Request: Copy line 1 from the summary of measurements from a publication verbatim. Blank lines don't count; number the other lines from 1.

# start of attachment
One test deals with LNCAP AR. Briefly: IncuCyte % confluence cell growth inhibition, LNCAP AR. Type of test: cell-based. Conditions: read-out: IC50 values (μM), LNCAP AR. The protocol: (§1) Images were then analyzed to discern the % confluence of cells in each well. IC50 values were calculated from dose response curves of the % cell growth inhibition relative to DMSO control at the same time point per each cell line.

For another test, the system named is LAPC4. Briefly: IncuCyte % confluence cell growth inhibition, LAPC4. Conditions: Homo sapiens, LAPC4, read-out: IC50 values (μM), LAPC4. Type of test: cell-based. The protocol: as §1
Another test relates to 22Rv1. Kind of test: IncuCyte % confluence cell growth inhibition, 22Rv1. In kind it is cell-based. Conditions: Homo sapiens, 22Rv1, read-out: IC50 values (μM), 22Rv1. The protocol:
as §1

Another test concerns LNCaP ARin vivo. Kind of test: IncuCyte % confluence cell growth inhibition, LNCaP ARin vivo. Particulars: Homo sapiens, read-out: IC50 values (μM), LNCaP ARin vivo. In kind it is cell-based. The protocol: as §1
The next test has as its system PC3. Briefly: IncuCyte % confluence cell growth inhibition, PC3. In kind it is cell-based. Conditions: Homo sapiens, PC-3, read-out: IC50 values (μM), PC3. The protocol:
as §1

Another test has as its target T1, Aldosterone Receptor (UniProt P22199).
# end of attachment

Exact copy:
One test deals with LNCAP AR. Briefly: IncuCyte % confluence cell growth inhibition, LNCAP AR. Type of test: cell-based. Conditions: read-out: IC50 values (μM), LNCAP AR. The protocol: (§1) Images were then analyzed to discern the % confluence of cells in each well. IC50 values were calculated from dose response curves of the % cell growth inhibition relative to DMSO control at the same time point per each cell line.